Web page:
To battle natural hazards, interdisciplinary research team turns to resilient, sustainable buildings

An interdisciplinary team of Northeastern researchers has received a three-year, $1.1 million grant from the National Science Foundation to develop a decision framework for designing buildings that are both resilient and sustainable in the face of multiple hazards—specifically, earthquakes, flooding, and high winds.

The research team comprises four Northeastern professors in the Department of Civil and Environmental Engineering: Associate professor and principal investigator Mehrdad Sasani; professor Matthias Ruth; and assistant professors David Fannon and Matt Eckelman. Ruth and Fannon also hold joint appointments—Ruth’s primary appointment is the School of Public Policy and Urban Affairs, while Fannon’s primary appointment is in the School of Architecture in the College of Arts, Media and Design.

Tufts University associate professor Laurie Baise and William Coulbourne, director of wind and flood hazard mitigation at the Applied Technology Council, are also co-principal investigators.

The team emphasized the importance of taking an interdisciplinary approach to this project. Together, the researchers will leverage their expertise in areas such as performance based engineering, collapse analysis, sustainable architecture design, building lifecycle assessment, economics, and public policy.

“As a society, we need buildings that perform their function well in response to hazards and last as long as they are designed for, buildings that are both resilient and sustainable,” Sasani said. “The goal of our research is to create a framework that could help designers systemically consider multiple hazards with different severities and stakeholders to make informed decisions throughout the design process.”

The team noted that current research and design approaches typically involve designing buildings to withstand each hazard independent of the others, but not a consistent design to withstand multiple hazards. Furthermore, the researchers said these approaches do not systematically integrate resilience and sustainability over the lifespan of a building’s various systems.

This project, the researchers said, extends beyond performance-based engineering and current building codes and standards to account for the resilience and sustainability of buildings. Their framework would support informed decisions based on measuring the environmental impact of buildings throughout their life, quantifying buildings’ functional performance in the face of environmental hazards, and ensuring consistent resilience across multiple hazards.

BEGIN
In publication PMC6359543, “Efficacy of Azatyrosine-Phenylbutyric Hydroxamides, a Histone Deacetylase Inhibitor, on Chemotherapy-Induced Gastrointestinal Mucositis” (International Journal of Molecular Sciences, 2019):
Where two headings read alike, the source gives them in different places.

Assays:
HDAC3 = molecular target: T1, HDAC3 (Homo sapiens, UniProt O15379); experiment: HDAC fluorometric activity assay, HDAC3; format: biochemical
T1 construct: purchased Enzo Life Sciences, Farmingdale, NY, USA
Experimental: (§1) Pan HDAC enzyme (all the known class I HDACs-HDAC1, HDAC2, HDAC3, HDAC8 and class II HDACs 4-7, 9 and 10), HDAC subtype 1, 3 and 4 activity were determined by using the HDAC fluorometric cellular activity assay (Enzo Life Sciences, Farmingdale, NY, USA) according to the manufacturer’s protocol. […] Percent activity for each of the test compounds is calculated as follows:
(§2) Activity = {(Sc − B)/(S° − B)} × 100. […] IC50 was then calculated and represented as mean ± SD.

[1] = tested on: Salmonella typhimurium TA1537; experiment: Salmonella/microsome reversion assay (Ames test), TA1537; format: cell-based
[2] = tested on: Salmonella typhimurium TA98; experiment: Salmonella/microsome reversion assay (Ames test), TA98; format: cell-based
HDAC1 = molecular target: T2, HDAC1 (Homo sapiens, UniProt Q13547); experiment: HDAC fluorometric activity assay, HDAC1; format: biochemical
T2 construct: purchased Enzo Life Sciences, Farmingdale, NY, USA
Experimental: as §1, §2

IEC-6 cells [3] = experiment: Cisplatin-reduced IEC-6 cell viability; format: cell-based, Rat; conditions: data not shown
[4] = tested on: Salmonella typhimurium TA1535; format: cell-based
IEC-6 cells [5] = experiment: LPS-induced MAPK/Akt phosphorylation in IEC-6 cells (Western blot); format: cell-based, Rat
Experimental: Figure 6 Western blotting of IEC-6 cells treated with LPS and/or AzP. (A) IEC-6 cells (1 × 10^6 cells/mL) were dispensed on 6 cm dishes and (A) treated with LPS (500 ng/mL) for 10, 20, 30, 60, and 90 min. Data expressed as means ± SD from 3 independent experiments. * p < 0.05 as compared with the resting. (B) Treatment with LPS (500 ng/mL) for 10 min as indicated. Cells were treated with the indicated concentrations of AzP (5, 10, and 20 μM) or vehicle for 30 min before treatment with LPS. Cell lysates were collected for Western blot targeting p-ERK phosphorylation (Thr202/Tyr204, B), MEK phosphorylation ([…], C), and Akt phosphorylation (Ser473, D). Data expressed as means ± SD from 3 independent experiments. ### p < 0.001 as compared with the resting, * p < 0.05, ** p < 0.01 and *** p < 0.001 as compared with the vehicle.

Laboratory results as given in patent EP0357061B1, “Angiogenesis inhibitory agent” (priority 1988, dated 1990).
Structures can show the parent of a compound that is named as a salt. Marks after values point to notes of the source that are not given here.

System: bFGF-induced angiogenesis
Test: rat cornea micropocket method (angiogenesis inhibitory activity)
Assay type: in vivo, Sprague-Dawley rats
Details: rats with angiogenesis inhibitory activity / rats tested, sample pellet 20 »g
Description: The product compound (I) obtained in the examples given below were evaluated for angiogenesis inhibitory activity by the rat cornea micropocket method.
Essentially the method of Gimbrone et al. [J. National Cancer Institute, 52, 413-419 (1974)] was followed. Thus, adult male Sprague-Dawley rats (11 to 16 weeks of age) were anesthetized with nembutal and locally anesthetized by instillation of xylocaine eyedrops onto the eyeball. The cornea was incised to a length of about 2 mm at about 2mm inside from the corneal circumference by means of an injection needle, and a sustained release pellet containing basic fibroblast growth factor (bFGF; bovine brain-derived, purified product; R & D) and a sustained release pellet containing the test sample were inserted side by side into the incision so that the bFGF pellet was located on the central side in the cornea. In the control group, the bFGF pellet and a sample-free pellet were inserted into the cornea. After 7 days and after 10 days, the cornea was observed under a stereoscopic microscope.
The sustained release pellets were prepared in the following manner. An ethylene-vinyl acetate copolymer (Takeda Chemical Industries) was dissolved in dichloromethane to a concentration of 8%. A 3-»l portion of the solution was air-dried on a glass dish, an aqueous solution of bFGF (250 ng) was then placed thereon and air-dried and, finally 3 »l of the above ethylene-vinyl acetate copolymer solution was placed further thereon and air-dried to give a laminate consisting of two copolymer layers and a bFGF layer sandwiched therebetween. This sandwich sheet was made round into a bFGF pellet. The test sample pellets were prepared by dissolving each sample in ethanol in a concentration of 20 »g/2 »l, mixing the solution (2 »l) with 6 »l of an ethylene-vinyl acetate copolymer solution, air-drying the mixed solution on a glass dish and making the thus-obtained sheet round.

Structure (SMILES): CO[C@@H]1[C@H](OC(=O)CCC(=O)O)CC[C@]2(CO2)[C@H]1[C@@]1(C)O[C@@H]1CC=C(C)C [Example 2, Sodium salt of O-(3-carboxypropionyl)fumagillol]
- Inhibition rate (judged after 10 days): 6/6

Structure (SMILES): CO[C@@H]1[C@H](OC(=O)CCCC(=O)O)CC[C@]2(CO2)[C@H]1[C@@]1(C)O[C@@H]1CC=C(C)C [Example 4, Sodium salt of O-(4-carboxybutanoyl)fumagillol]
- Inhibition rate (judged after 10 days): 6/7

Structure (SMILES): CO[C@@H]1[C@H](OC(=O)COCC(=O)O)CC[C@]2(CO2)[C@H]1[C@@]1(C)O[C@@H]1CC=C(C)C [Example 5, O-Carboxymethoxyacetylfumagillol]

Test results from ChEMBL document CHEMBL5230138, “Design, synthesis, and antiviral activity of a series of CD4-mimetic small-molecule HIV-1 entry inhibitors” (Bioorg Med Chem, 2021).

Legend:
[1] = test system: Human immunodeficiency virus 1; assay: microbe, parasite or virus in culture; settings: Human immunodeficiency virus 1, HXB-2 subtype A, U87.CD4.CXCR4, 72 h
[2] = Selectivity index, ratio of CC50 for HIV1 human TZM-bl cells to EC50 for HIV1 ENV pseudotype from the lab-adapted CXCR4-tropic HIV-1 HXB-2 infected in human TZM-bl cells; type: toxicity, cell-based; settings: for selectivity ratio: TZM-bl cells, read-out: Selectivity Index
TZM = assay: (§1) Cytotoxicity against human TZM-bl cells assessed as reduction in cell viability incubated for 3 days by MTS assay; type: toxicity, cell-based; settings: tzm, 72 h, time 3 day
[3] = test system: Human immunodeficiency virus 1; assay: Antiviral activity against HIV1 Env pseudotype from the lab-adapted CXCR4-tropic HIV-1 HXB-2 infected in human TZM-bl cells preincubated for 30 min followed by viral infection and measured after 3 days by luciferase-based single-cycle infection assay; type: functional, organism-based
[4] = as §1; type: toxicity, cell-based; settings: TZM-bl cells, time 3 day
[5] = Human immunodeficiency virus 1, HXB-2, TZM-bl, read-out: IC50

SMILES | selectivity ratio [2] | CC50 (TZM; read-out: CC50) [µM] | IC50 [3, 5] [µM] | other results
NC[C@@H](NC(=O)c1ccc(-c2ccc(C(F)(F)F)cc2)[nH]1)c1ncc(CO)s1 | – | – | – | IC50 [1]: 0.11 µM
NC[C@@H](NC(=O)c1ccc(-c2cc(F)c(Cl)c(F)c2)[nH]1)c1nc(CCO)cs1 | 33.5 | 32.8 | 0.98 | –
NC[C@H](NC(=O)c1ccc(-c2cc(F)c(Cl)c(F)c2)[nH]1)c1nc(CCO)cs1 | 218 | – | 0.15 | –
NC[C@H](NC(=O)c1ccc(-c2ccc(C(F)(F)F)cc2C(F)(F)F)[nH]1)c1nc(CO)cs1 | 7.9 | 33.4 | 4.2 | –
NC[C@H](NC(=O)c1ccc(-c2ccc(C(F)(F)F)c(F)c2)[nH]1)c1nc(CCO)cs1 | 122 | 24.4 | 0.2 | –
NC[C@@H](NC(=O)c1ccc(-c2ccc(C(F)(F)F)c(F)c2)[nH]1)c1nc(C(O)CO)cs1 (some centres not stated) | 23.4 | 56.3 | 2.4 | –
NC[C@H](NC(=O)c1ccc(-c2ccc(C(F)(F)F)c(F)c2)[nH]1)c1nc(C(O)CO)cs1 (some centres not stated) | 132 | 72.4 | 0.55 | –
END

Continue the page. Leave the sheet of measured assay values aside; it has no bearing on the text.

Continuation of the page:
“Designing more efficient, adaptable, and resilient buildings can have a big impact on reducing the nation’s environmental impact,” Fannon said.

One of the goals is for their framework to provide uniform resilience across different hazards—that is, buildings designed for sites prone to one hazard or another will face roughly the same recovery time and roughly equal loss of functionality over their lifespan.

Their research will examine how well buildings in three representative cities—Boston, Miami, and San Francisco—are designed to withstand these types of environmental hazards; each city, they noted, faces at least two of these hazards.

The team envisions their final design framework being used to inform building codes, risk valuation, and design practices, and could help designers, owners, regulators, and insurers to evaluate the continuing performance of buildings in the face of adverse events.

“This multi-hazard approach gets away from the mentality of design based on the impact of the last disaster and instead shapes the decision-making in a way that supports a much more sustainable, long-term performance of these buildings that syncs with the needs of their occupants over time,” Ruth said.